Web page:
The Evolution of my Flipped Classroom

When I first began the Flipped Classroom I planned for my students to watch a video at home each night in lieu of doing traditional math questions. This after all is the standard concept of the Flipped Classroom. Yet things have changed a lot since then. I now have a significant percent of my students who rarely do any math at home, and I think that is awesome!


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Huh? It’s awesome they aren’t doing math at home? Yes! I am not a strong believer in homework, I think students spend enough time in my class doing math and they shouldn’t HAVE to do more, unless they want to. What I like about the Flipped Classroom is it gives those students who struggle more opportunities to use their own personal time to work the content. I have some students who do a ton at home, and I think that is great too because they are making a personal decision that in order for them to be successful they need to put in additional time. Since my videos and formative assessments are available online students have greater flexibility to access the course as much as they need when they need. Ok, back to this no homework thing……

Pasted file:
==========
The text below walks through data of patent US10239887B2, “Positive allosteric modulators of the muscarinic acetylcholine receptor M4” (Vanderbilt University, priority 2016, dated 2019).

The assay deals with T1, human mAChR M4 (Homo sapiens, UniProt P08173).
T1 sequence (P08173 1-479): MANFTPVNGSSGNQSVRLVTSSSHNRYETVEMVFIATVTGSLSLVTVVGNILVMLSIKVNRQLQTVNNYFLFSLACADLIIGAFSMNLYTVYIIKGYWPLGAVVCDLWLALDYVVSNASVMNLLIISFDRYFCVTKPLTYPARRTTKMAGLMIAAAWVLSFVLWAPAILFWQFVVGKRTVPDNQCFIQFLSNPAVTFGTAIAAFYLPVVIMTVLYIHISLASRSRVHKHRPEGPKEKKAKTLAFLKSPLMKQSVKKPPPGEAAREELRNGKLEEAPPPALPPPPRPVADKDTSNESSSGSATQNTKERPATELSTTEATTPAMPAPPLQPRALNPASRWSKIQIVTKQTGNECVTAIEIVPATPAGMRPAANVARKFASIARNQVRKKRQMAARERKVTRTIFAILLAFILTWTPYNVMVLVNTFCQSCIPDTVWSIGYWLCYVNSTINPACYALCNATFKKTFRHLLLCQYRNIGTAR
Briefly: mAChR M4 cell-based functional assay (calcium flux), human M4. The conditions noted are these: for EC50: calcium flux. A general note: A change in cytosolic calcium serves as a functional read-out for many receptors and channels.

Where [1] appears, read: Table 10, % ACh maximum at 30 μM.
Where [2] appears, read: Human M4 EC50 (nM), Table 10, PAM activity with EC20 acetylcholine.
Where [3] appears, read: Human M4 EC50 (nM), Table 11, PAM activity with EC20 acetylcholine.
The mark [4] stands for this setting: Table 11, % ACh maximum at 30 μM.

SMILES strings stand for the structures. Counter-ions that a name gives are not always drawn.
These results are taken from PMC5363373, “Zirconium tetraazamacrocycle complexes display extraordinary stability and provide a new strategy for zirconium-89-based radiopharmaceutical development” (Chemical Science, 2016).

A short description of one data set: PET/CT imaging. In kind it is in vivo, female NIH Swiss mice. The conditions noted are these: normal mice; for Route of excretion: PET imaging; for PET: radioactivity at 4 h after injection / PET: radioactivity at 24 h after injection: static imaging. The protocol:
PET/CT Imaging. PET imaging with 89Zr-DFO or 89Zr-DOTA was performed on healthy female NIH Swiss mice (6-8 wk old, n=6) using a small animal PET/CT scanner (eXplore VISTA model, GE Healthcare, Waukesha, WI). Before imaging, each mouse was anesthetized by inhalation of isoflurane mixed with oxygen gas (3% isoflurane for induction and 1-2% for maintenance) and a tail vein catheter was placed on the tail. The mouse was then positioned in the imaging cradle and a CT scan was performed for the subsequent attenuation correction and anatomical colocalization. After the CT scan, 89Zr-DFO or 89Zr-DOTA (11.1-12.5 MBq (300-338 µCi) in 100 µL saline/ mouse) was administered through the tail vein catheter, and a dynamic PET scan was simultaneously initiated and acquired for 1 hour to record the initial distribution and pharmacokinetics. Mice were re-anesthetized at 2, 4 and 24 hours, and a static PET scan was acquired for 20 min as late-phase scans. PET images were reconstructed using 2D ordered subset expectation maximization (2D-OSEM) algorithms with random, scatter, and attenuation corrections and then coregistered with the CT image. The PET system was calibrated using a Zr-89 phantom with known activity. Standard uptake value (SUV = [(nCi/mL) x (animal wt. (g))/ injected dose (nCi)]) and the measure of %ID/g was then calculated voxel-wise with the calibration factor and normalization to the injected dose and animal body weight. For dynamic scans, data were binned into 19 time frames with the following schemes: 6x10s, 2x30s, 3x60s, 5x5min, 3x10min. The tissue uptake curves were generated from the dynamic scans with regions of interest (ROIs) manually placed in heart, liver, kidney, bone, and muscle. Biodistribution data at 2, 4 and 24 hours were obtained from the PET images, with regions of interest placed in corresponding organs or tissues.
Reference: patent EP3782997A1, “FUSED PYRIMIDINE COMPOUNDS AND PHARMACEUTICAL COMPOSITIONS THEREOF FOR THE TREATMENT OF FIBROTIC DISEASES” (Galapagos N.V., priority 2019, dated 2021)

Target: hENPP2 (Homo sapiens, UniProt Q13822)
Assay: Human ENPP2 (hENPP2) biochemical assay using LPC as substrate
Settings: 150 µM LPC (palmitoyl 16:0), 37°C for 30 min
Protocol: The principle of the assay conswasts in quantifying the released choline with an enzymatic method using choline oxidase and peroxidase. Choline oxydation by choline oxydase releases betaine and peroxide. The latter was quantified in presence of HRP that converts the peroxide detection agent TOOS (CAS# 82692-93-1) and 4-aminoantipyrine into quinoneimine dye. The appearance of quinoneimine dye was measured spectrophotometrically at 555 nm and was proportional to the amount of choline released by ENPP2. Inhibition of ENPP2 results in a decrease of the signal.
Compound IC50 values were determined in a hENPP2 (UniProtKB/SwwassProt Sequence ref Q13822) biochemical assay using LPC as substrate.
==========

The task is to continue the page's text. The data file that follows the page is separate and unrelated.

So…..how did things all change? First, I need to explain that my school runs on a semester timetable where students have 4 classes a semester and 2 two classes a day. So, as an example I teach my students from 9:00-12:00 with a 15 minute break in between. (I know what you are thinking, that’s a lot of math! It is……) With this timetable I had initially planned for students to watch a video at home, and then a video at school to keep pace. Yet, rather than students getting done two lessons a day as I originally planned, they are finishing that and more (and I think the learning is deeper now too!). We still start each class with a review and some discussion on our current content, we usually do a short activity (journal, whiteboarding, game, etc.) and then the remainder of the class is work time. I have created a checklist where students can see what they need to get done. The list includes journals, quizzes, assignments, and math labs. So when I say ‘go’ students do what they need to do and having no homework has turned into quite the incentive.